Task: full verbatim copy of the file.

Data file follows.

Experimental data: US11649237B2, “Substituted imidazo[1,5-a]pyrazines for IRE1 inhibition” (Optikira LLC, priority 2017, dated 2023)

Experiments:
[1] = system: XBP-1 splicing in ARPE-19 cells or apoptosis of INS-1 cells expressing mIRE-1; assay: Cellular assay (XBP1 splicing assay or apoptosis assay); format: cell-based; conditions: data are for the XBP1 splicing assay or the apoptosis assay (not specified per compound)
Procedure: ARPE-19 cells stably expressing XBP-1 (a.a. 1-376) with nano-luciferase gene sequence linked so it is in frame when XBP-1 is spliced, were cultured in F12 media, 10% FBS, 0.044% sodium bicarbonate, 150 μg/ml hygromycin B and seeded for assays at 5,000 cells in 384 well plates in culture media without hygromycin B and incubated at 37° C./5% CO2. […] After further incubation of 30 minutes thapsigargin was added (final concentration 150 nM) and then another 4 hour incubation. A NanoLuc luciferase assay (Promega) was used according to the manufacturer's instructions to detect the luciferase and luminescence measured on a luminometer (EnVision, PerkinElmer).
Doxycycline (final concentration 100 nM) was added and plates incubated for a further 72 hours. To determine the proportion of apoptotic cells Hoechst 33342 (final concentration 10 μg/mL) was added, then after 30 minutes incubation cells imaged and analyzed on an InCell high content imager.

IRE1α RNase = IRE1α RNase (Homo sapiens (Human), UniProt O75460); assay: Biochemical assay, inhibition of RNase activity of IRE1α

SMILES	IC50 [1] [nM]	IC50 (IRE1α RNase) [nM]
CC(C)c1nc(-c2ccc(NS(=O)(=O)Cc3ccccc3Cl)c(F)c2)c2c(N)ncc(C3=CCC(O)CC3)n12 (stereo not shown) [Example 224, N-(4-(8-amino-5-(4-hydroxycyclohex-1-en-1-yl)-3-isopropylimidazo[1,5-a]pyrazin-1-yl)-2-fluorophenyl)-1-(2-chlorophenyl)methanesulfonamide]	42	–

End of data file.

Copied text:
Experimental data: US11649237B2, “Substituted imidazo[1,5-a]pyrazines for IRE1 inhibition” (Optikira LLC, priority 2017, dated 2023)

Experiments:
[1] = system: XBP-1 splicing in ARPE-19 cells or apoptosis of INS-1 cells expressing mIRE-1; assay: Cellular assay (XBP1 splicing assay or apoptosis assay); format: cell-based; conditions: data are for the XBP1 splicing assay or the apoptosis assay (not specified per compound)
Procedure: ARPE-19 cells stably expressing XBP-1 (a.a. 1-376) with nano-luciferase gene sequence linked so it is in frame when XBP-1 is spliced, were cultured in F12 media, 10% FBS, 0.044% sodium bicarbonate, 150 μg/ml hygromycin B and seeded for assays at 5,000 cells in 384 well plates in culture media without hygromycin B and incubated at 37° C./5% CO2. […] After further incubation of 30 minutes thapsigargin was added (final concentration 150 nM) and then another 4 hour incubation. A NanoLuc luciferase assay (Promega) was used according to the manufacturer's instructions to detect the luciferase and luminescence measured on a luminometer (EnVision, PerkinElmer).
Doxycycline (final concentration 100 nM) was added and plates incubated for a further 72 hours. To determine the proportion of apoptotic cells Hoechst 33342 (final concentration 10 μg/mL) was added, then after 30 minutes incubation cells imaged and analyzed on an InCell high content imager.

IRE1α RNase = IRE1α RNase (Homo sapiens (Human), UniProt O75460); assay: Biochemical assay, inhibition of RNase activity of IRE1α

SMILES	IC50 [1] [nM]	IC50 (IRE1α RNase) [nM]
CC(C)c1nc(-c2ccc(NS(=O)(=O)Cc3ccccc3Cl)c(F)c2)c2c(N)ncc(C3=CCC(O)CC3)n12 (stereo not shown) [Example 224, N-(4-(8-amino-5-(4-hydroxycyclohex-1-en-1-yl)-3-isopropylimidazo[1,5-a]pyrazin-1-yl)-2-fluorophenyl)-1-(2-chlorophenyl)methanesulfonamide]	42	–